I know a fair bit about my grandfathers’ lives during Word War One. It’s always easy to find out about men’s lives in wartime. In the case of servicemen, every posting is recorded in their service records. For those back home, employed in essential services or too old to fight, there are always work records or census details. But what about the women? What about my grandmothers?
I never met my paternal grandmother – Mary Hendry – but as both she and my maternal grandmother – Harriet Davenport – were young mothers during the 1914/18 conflict, I can only assume they remained at home raising their children while faced with diminishing resources and increasing food shortages. In my paternal grandmother’s case, she raised her family as a single parent under the constant worry that her husband may not return from the front.
But for many single women who found employment it was an exciting time. For the first time in their lives they were earning decent money which allowed them to live independent lives. I’ve just watched Katie Adie’s Women of World War One which is a fascinating look at how The Great War changed women’s lives and led – eventually – to women finally receiving the vote. (Women over 30 got the vote in 1918, all women over 21 in 1928. All men over 21 got the vote in 1918.)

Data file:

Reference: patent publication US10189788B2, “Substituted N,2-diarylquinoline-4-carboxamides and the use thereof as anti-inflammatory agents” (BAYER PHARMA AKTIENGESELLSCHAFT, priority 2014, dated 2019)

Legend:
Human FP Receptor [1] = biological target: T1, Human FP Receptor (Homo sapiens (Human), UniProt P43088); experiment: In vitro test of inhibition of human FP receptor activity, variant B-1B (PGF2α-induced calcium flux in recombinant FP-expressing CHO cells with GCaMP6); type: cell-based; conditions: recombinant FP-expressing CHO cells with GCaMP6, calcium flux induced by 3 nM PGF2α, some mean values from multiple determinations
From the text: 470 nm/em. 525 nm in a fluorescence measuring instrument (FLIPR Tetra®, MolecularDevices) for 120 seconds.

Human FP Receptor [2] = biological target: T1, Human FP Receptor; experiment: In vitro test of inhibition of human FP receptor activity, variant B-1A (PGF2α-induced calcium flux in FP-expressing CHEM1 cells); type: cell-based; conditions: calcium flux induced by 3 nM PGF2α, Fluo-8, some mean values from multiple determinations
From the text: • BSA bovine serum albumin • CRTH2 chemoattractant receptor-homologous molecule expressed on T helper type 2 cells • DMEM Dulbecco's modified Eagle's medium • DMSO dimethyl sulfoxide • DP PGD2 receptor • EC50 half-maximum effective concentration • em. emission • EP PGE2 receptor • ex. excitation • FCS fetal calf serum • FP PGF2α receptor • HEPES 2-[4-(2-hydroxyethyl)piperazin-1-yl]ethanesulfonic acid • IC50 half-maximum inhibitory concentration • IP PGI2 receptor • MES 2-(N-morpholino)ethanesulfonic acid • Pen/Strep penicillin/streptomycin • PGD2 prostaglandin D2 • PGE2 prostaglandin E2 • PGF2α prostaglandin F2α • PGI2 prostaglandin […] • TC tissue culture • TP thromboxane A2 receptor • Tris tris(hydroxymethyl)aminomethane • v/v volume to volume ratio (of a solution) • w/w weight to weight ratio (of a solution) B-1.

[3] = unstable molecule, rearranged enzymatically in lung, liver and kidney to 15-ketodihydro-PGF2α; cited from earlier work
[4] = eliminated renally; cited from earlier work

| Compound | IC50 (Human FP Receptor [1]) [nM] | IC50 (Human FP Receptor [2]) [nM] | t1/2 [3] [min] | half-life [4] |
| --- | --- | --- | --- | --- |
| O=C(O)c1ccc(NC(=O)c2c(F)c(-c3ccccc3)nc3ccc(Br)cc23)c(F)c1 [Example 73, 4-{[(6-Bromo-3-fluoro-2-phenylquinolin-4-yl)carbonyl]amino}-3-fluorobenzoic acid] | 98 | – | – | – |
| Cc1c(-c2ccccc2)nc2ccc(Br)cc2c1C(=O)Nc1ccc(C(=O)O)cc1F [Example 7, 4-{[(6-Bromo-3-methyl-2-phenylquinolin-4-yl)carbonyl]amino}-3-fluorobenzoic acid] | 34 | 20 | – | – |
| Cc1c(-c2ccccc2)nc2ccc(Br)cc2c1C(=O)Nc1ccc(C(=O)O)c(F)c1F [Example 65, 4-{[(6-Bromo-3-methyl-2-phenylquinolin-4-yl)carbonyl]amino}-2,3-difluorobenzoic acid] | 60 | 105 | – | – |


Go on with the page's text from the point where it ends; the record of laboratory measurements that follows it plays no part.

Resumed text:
Here’s a clip from Youtube, but please try to catch the whole programme. It’s available on BBC iPlayer until midnight on Tuesday August 19th.